Prisoners of Misfortune

You see it whenever you might watch a prison documentary or drama. Personal trinkets, seemingly random belongings, and images of loved ones adorning prisoners’ cells in the hopes to break the monotony life in porridge. An important part of staying sane during time inside, a prison in the UK even allowed its prisoners to fully decorate their cells earlier this year in recognition of how it helped prisoners in their rehabilitation.

Why do I mention this? Because to borrow another prisonism, all over the world in 2020, people across all walks of life experienced some form of lockdown — a restriction of movement which meant they were spending more time inside than ever before.

Suddenly, that bedroom wall you only saw at the end of a day was now omnipresent in your life, your uncomfortable chair was suddenly your daily throne, your kitchen was your lunch room, your spare cupboard space your new office. In total, some reports stated that individuals were spending a staggering 8 extra hours a day inside.

What this has meant is that we have all begun to reimagine the interiors of our homes more so than ever before, newfound importance placed on the homestead that has changed how we view space entirely, leading to two very distinct design trends

Courtesy of Design Sponge
Warm minimalism

When the world went into lockdown, it “understandably spurred a feeling of unrest, grief, and anxiety among consumers,” PPG Paints’ senior colour marketing manager, Dee Schlotter told Architectural Digest. “It is these individuals,” Schlotter states, “who are now craving colours that instil a sense of reassurance and comfort.” This makes sense as, in times of strife, design often reflects a solution to the current problems more than anything else.

What we saw at the beginning of lockdown then was a shift from the prevailing cold minimalist designs of the noughties that gives way to something more functional on a human level. Dubbed ‘warm minimalism’, many have opted for function over form during the pandemic, maximising their comfort levels and responding to their needs more so than ever before.

As Sebastian Brauer, Crate & Barrel’s VP of product design and development, told Fast Company last year, “We’re searching for the feeling of amplitude,” Brauer says. “We’re returning to a ‘less is more’ mindset, but with a touch of comfort.”

A decade defined by “purity, simplicity, and open space” is what Brauer has in mind, an idea backed by the fact that when the 1918 Spanish Flu pandemic hit, it put to bed the decorative features of 19th-century homes, which were less easily cleaned and often far too expensive in the post-war era.


This is not to say that this is the only trend powered by Covid. As Henry Connell, Co-Founder of The Uncommon, told us recently when discussing the changing world of booze, new developments such as Direct-to-Consumer “allowed consumers to express themselves even when in lockdown.”

This is not only reflected in the fact that many D2C interiors brands have risen over the past years but, more broadly, a specific, louder type of interior has emerged. where instead of muted colours, beiges, and whites being predominant, consumers are instead opting for louder, more garish design choices.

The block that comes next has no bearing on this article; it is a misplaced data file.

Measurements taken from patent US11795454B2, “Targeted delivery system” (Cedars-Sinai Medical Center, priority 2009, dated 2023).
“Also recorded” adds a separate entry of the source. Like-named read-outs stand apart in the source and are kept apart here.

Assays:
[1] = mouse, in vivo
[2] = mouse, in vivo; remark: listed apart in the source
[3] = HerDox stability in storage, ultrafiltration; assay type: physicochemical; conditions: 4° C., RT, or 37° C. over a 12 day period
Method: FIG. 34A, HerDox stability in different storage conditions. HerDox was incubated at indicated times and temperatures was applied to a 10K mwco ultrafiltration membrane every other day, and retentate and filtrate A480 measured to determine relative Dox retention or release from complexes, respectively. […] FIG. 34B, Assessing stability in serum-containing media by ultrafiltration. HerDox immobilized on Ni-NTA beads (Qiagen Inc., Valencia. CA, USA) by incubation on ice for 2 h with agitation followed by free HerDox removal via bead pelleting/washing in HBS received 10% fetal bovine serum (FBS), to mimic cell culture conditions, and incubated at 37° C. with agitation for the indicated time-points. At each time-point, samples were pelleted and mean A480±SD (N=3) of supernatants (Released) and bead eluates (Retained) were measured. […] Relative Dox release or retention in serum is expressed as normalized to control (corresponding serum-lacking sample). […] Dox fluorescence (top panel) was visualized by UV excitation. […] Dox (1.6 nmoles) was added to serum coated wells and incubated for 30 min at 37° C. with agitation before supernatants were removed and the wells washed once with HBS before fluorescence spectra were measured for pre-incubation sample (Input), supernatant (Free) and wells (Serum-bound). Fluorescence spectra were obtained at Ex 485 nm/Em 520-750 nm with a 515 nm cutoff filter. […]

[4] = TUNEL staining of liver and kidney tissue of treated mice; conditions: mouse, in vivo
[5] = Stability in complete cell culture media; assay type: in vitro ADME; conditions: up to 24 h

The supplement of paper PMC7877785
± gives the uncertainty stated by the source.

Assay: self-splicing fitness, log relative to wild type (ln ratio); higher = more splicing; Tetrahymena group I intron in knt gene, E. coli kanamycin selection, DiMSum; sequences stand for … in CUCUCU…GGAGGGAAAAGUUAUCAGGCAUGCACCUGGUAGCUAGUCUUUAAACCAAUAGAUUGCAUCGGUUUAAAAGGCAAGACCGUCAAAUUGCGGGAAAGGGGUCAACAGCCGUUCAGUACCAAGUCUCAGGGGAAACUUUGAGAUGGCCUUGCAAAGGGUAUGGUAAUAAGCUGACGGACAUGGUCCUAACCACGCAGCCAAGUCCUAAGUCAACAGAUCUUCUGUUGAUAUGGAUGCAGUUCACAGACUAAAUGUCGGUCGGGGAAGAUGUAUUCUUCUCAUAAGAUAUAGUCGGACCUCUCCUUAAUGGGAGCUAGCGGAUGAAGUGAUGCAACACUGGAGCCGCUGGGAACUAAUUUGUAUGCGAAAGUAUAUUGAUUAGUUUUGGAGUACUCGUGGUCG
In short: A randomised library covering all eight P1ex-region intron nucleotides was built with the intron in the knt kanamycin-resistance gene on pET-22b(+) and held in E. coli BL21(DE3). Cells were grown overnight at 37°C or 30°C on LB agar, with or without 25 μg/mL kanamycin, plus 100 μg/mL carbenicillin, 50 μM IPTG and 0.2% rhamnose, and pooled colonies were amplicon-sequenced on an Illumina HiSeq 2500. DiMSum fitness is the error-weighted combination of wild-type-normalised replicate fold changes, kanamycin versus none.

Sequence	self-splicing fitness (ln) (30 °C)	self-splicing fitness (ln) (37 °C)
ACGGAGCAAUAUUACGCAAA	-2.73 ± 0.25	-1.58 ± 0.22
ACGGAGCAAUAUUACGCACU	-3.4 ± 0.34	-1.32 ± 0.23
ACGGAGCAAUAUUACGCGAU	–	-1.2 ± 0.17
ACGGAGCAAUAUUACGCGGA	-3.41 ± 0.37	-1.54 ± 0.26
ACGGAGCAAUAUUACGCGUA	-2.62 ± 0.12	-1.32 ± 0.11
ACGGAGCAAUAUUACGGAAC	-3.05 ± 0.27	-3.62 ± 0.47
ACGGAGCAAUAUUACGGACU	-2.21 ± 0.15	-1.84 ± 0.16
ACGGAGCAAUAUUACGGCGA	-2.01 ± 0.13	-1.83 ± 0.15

“This has taken around 20 years to happen”, Nigel Hunt, Global Marketing & Digital Director of luxury interiors brand Harlequin, “as with a lot of things, the fashion houses tend to drive such change. When Gucci appointed Alessandro Michele as creative director, for example, a person who really taps into more classical and heritage design but gives it a really contemporary and flamboyant twist, was such a driver of this trend.”

At the same time, extreme floral designs and an obsession with houseplants have taken over many homes. Driven by climate anxiety and rising urbanism, Covid-19 compounded these worries which ultimately, translated into consumers locked inside bringing the outside in.

"This is the year for the interiors equivalent of speaking your own truth"

Michelle Ogundehin

Whilst these two trends are almost polar ends of one another, they both are rooted in bringing balance to the consumers’ needs: both functionally and emotionally. As Michelle Ogundehin, author of Happy Inside: How to Harness the Power of Home for Health and Happiness, writes in Dezeen “That real evolution [of 2021] is all about balance: new and old; real and virtual; left and right; East and West.”

The discomfort of the pandemic has in many ways entrenched new levels of comfort in how we design our homes. It has forced us to shake up old tropes and relinquished us from the pressure of our peers, while an element of flexibility has run through all of this, ultimately, we have found newfound freedom in our lockdown world.

Own the Room

Our work for interior design brand Harlequin brings all of these ideas to the forefront. “Own the Room” is about being comfortable in your design choices, being bold, banishing boring, and empowering people to make their homes their own. Be that red, yellow, grey, or black, interior design today has been democratised in ways not seen before. As Ogundehin himself says, “This is the year for the interiors equivalent of speaking your own truth” — owning the room is the start of that.